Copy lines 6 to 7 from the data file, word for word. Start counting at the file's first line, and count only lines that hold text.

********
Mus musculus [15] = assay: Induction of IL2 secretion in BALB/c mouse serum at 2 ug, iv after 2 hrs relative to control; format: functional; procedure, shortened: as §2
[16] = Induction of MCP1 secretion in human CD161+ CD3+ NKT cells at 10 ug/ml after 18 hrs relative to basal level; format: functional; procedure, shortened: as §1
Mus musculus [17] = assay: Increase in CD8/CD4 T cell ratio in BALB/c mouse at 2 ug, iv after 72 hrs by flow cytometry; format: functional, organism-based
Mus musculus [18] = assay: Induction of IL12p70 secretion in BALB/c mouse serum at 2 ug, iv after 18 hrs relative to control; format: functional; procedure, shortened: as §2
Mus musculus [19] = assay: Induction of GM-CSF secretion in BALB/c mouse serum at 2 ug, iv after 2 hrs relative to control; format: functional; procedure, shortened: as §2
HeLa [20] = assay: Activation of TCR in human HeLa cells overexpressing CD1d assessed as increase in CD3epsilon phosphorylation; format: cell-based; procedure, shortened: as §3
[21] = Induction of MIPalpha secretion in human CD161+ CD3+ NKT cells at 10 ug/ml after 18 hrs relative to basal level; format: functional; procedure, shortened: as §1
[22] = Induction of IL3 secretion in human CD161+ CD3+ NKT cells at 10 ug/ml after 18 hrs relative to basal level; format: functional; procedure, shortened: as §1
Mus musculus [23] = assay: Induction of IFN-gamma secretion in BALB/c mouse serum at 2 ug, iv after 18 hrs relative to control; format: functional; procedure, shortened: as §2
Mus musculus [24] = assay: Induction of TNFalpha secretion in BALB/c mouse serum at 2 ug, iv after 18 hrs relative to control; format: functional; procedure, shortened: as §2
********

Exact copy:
HeLa [20] = assay: Activation of TCR in human HeLa cells overexpressing CD1d assessed as increase in CD3epsilon phosphorylation; format: cell-based; procedure, shortened: as §3
[21] = Induction of MIPalpha secretion in human CD161+ CD3+ NKT cells at 10 ug/ml after 18 hrs relative to basal level; format: functional; procedure, shortened: as §1